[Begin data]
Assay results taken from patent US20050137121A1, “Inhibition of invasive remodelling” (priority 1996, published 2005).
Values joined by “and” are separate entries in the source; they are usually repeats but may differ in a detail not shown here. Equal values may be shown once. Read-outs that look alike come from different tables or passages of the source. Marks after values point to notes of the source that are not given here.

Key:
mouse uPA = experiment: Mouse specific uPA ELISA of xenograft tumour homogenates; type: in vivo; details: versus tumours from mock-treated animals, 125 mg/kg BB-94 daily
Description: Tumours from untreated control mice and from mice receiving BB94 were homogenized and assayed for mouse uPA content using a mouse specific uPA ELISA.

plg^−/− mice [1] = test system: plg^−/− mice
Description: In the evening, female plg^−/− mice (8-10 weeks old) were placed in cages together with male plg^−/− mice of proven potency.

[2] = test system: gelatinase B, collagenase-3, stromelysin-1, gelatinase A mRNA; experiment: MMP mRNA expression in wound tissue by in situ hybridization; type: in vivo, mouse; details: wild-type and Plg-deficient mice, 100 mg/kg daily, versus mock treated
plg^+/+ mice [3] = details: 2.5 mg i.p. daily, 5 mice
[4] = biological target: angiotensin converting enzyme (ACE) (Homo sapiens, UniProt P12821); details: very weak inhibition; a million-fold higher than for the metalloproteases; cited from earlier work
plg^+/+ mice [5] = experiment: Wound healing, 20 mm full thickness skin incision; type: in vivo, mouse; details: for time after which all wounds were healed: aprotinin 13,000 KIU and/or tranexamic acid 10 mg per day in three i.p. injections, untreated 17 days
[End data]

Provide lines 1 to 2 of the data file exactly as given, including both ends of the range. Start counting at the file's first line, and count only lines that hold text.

Assay results taken from patent US20050137121A1, “Inhibition of invasive remodelling” (priority 1996, published 2005).
Values joined by “and” are separate entries in the source; they are usually repeats but may differ in a detail not shown here. Equal values may be shown once. Read-outs that look alike come from different tables or passages of the source. Marks after values point to notes of the source that are not given here.